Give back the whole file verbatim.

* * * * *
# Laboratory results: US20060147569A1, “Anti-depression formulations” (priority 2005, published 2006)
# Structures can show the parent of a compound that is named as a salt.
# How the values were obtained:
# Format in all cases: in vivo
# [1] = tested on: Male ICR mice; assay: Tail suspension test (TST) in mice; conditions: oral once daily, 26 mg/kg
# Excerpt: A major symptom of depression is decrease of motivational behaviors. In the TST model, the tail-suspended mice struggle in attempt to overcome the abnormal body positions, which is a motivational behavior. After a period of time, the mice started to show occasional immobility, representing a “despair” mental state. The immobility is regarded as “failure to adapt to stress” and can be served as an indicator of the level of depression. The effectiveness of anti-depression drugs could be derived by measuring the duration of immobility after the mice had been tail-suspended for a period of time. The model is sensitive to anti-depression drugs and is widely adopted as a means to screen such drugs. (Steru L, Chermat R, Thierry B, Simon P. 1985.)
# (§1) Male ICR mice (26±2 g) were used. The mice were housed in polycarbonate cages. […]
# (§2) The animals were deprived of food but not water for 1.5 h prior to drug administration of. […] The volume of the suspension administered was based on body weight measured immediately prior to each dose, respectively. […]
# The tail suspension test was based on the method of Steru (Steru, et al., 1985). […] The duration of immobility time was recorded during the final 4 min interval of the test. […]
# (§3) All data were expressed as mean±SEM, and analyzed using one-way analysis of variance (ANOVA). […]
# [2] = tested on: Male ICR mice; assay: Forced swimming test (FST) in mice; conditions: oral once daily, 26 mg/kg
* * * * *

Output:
# Laboratory results: US20060147569A1, “Anti-depression formulations” (priority 2005, published 2006)
# Structures can show the parent of a compound that is named as a salt.
# How the values were obtained:
# Format in all cases: in vivo
# [1] = tested on: Male ICR mice; assay: Tail suspension test (TST) in mice; conditions: oral once daily, 26 mg/kg
# Excerpt: A major symptom of depression is decrease of motivational behaviors. In the TST model, the tail-suspended mice struggle in attempt to overcome the abnormal body positions, which is a motivational behavior. After a period of time, the mice started to show occasional immobility, representing a “despair” mental state. The immobility is regarded as “failure to adapt to stress” and can be served as an indicator of the level of depression. The effectiveness of anti-depression drugs could be derived by measuring the duration of immobility after the mice had been tail-suspended for a period of time. The model is sensitive to anti-depression drugs and is widely adopted as a means to screen such drugs. (Steru L, Chermat R, Thierry B, Simon P. 1985.)
# (§1) Male ICR mice (26±2 g) were used. The mice were housed in polycarbonate cages. […]
# (§2) The animals were deprived of food but not water for 1.5 h prior to drug administration of. […] The volume of the suspension administered was based on body weight measured immediately prior to each dose, respectively. […]
# The tail suspension test was based on the method of Steru (Steru, et al., 1985). […] The duration of immobility time was recorded during the final 4 min interval of the test. […]
# (§3) All data were expressed as mean±SEM, and analyzed using one-way analysis of variance (ANOVA). […]
# [2] = tested on: Male ICR mice; assay: Forced swimming test (FST) in mice; conditions: oral once daily, 26 mg/kg